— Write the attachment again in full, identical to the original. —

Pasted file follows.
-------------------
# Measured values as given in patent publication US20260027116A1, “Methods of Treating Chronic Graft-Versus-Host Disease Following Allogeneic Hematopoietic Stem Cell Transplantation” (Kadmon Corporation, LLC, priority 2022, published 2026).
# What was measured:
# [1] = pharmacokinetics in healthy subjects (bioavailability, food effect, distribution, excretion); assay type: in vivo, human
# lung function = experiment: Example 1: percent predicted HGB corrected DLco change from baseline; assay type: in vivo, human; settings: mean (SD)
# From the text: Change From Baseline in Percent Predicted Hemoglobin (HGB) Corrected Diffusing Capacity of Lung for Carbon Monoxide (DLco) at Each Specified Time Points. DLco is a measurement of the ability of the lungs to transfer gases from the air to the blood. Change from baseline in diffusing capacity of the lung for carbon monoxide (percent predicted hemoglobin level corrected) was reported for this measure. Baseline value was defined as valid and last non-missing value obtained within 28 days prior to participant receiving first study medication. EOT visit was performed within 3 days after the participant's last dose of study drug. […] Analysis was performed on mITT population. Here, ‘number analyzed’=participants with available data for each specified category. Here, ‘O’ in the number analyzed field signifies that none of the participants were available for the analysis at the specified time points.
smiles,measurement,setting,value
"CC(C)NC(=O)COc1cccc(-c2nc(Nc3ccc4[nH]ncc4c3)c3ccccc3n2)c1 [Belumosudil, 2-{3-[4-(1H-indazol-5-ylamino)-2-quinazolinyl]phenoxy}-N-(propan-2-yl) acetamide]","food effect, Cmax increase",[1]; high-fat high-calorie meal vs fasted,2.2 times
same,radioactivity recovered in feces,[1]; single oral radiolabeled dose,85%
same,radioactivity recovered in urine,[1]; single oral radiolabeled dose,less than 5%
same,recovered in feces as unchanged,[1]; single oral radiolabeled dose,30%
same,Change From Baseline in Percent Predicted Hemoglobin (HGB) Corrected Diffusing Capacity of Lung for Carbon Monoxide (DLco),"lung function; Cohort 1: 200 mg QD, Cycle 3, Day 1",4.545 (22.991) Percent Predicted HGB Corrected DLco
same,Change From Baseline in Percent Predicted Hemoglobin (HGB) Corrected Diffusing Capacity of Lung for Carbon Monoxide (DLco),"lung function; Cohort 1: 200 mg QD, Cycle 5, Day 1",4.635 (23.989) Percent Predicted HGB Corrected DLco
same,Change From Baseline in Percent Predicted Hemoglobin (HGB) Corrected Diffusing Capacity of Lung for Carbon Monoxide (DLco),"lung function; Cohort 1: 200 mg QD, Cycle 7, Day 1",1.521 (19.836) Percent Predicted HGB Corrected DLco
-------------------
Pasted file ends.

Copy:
# Measured values as given in patent publication US20260027116A1, “Methods of Treating Chronic Graft-Versus-Host Disease Following Allogeneic Hematopoietic Stem Cell Transplantation” (Kadmon Corporation, LLC, priority 2022, published 2026).
# What was measured:
# [1] = pharmacokinetics in healthy subjects (bioavailability, food effect, distribution, excretion); assay type: in vivo, human
# lung function = experiment: Example 1: percent predicted HGB corrected DLco change from baseline; assay type: in vivo, human; settings: mean (SD)
# From the text: Change From Baseline in Percent Predicted Hemoglobin (HGB) Corrected Diffusing Capacity of Lung for Carbon Monoxide (DLco) at Each Specified Time Points. DLco is a measurement of the ability of the lungs to transfer gases from the air to the blood. Change from baseline in diffusing capacity of the lung for carbon monoxide (percent predicted hemoglobin level corrected) was reported for this measure. Baseline value was defined as valid and last non-missing value obtained within 28 days prior to participant receiving first study medication. EOT visit was performed within 3 days after the participant's last dose of study drug. […] Analysis was performed on mITT population. Here, ‘number analyzed’=participants with available data for each specified category. Here, ‘O’ in the number analyzed field signifies that none of the participants were available for the analysis at the specified time points.
smiles,measurement,setting,value
"CC(C)NC(=O)COc1cccc(-c2nc(Nc3ccc4[nH]ncc4c3)c3ccccc3n2)c1 [Belumosudil, 2-{3-[4-(1H-indazol-5-ylamino)-2-quinazolinyl]phenoxy}-N-(propan-2-yl) acetamide]","food effect, Cmax increase",[1]; high-fat high-calorie meal vs fasted,2.2 times
same,radioactivity recovered in feces,[1]; single oral radiolabeled dose,85%
same,radioactivity recovered in urine,[1]; single oral radiolabeled dose,less than 5%
same,recovered in feces as unchanged,[1]; single oral radiolabeled dose,30%
same,Change From Baseline in Percent Predicted Hemoglobin (HGB) Corrected Diffusing Capacity of Lung for Carbon Monoxide (DLco),"lung function; Cohort 1: 200 mg QD, Cycle 3, Day 1",4.545 (22.991) Percent Predicted HGB Corrected DLco
same,Change From Baseline in Percent Predicted Hemoglobin (HGB) Corrected Diffusing Capacity of Lung for Carbon Monoxide (DLco),"lung function; Cohort 1: 200 mg QD, Cycle 5, Day 1",4.635 (23.989) Percent Predicted HGB Corrected DLco
same,Change From Baseline in Percent Predicted Hemoglobin (HGB) Corrected Diffusing Capacity of Lung for Carbon Monoxide (DLco),"lung function; Cohort 1: 200 mg QD, Cycle 7, Day 1",1.521 (19.836) Percent Predicted HGB Corrected DLco